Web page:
4 | Digital Banking: Stretch Your Boundaries Toward the Everyday Bank
Other channels and technologies are also worth banks’ attention in highly personalizing the customer experience. for example, consumers are increasingly using intelligent personal digital assistants, such as Amazon Echo, Emu, google Now or Timeful, to more easily manage their day-to-day lives. Banks can tap into the “thinking” of such digital devices to offer personalized advice on shopping, fund management, products and services based on life changes or a myriad of other day-to-day needs. This growth in personalization is core to Accenture’s Everyday Bank vision. Banks have a long way to go to achieve the level of customer trust needed to make the most of personal data for deep personalization. While banks already have massive amounts of customer data, more data will be needed to tailor experiences. At the same time, customers have very limited understanding as to how banks use their data. A focus on customer trust will be as important as customer experience in the future.
Delivering tailored, Everyday Bank service amidst ever-expanding big data, requires banks to improve their capabilities to:
• Capture data contained in internal exchanges with customers, such as from emails and voice recordings.
• Incorporate the enormous amount of data from outside banks’ firewalls, including public data—social media, for example.
• Build customer trust by demonstrating that adequate safeguards are in place to protect confidential information and assets. More than 20 percent of bank respondents see security as the top barrier to greater adoption of personalization tools.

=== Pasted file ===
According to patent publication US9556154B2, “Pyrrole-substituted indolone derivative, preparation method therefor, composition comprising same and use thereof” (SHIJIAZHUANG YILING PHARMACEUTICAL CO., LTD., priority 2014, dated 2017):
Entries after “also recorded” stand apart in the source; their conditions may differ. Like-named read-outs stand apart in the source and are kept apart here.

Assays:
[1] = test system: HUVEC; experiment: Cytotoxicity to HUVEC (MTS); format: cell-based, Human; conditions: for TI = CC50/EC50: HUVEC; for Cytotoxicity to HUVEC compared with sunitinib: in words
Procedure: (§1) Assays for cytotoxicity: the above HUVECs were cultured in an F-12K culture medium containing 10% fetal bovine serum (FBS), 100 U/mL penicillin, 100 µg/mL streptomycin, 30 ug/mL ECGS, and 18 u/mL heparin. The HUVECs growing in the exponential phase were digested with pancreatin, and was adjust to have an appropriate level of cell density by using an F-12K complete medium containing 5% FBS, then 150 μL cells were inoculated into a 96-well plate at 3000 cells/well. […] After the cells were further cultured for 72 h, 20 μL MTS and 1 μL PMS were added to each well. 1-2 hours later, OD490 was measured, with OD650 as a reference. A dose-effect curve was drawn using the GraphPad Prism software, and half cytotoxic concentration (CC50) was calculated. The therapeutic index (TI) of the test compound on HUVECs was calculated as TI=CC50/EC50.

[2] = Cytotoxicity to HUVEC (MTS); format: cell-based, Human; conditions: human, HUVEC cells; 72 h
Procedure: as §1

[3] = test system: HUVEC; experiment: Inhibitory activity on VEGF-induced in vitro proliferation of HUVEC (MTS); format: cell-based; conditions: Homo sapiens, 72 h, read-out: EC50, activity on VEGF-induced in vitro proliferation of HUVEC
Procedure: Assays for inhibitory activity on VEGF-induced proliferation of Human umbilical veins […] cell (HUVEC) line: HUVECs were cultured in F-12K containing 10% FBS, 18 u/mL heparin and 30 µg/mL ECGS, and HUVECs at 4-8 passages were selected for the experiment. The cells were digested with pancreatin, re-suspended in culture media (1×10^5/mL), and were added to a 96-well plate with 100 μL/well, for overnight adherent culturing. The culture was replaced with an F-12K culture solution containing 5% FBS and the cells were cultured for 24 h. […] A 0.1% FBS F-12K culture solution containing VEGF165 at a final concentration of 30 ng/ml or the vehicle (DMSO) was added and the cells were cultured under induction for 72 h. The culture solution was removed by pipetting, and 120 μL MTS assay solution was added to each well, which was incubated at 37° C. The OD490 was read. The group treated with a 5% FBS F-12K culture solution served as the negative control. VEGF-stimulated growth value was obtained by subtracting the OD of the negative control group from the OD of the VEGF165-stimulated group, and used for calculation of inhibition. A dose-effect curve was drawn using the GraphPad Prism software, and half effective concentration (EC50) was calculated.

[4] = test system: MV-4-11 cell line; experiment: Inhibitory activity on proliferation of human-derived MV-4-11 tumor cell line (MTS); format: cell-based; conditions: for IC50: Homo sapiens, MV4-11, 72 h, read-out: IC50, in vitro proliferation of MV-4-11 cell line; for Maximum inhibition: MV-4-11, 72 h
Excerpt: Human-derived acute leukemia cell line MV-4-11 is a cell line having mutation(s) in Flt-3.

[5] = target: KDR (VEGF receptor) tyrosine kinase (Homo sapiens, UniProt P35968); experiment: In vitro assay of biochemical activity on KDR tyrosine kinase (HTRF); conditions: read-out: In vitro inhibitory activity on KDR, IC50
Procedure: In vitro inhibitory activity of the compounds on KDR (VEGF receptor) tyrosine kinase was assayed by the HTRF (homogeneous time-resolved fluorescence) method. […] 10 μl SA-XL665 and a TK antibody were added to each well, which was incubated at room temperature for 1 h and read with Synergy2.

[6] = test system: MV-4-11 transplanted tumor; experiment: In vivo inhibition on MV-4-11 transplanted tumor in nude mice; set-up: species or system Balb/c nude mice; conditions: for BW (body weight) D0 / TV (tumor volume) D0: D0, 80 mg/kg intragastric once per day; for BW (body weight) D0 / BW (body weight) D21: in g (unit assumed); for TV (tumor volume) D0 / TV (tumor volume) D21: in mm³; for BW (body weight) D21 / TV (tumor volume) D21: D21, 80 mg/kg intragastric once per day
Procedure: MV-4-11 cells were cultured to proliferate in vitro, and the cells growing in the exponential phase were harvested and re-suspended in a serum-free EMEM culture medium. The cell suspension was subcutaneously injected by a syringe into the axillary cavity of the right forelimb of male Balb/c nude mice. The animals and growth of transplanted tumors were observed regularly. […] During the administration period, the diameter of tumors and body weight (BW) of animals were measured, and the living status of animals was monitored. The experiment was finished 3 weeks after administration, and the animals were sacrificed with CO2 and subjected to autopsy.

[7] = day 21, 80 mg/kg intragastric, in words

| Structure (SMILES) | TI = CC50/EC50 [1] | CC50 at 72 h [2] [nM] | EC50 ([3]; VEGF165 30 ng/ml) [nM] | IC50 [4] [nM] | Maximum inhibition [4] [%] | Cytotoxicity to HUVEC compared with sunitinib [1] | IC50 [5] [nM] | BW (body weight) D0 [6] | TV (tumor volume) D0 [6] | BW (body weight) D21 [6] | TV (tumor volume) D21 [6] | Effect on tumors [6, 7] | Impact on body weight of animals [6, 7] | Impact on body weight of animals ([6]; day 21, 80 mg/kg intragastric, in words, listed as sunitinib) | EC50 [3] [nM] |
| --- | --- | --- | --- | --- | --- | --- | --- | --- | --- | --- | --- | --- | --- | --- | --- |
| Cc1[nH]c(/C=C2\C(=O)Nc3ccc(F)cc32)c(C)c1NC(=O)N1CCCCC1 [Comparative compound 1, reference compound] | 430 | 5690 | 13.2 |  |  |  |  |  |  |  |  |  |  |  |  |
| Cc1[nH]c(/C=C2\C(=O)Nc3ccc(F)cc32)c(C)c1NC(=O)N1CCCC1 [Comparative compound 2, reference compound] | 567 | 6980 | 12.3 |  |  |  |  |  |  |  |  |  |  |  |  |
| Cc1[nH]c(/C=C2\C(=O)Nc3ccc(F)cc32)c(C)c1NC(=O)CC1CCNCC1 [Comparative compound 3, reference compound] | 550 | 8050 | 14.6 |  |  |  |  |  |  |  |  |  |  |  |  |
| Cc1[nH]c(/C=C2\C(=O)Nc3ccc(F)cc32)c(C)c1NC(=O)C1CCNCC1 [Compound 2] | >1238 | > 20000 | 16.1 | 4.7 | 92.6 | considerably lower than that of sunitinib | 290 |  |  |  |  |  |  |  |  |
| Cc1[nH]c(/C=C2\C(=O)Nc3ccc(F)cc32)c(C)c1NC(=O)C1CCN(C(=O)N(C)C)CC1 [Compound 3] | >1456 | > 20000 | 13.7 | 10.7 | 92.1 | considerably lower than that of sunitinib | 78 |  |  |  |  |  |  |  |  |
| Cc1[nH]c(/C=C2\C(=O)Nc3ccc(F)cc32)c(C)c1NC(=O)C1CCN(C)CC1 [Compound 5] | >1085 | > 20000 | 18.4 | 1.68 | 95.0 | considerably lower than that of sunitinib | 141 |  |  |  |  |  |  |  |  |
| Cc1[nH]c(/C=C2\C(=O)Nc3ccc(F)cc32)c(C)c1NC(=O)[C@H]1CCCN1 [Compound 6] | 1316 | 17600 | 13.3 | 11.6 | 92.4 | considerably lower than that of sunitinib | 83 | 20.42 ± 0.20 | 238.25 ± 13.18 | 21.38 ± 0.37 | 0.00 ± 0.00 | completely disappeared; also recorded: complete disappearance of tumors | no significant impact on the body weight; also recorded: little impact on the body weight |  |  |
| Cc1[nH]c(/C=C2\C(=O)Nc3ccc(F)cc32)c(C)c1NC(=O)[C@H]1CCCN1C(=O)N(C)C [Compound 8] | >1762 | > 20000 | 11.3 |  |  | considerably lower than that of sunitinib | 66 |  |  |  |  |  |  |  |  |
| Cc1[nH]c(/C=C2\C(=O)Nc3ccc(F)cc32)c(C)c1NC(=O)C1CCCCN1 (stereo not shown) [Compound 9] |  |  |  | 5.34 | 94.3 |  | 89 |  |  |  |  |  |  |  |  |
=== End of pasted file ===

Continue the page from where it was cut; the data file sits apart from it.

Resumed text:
• Draw on analytics to micro-segment customers and offer more personalized products and services— ideally in real-time—to maximize the benefit of transient customer context (for example, location).
The prize? A rich customer experience that places the bank at the heart of “getting things done” in the customer’s daily life.
Recognizing them One bank is using facial recognition to give branch staff vital information and even tailor digital signage. The technology recognizes customers immediately on a tablet or other device, and retrieves customer information for the branch staff and other assisted or self-service services to deliver personalized service.
KEY quESTioN To ANSwEr:
what information about the customer’s location, mood, daily habits, friends or aspirations could influence and sharply tailor the bank’s current sales and service processes? The data is out there.
want to achieve. Only five percent of bank respondents believe that the Internet of Things is irrelevant to the banking industry.
Platform (R)evolution: Defining ecosystems, redefining banking Advances in cloud, mobile platforms and application development are lowering or eliminating technological and cost barriers. Application programming interface (API) technologies—the secret sauce of the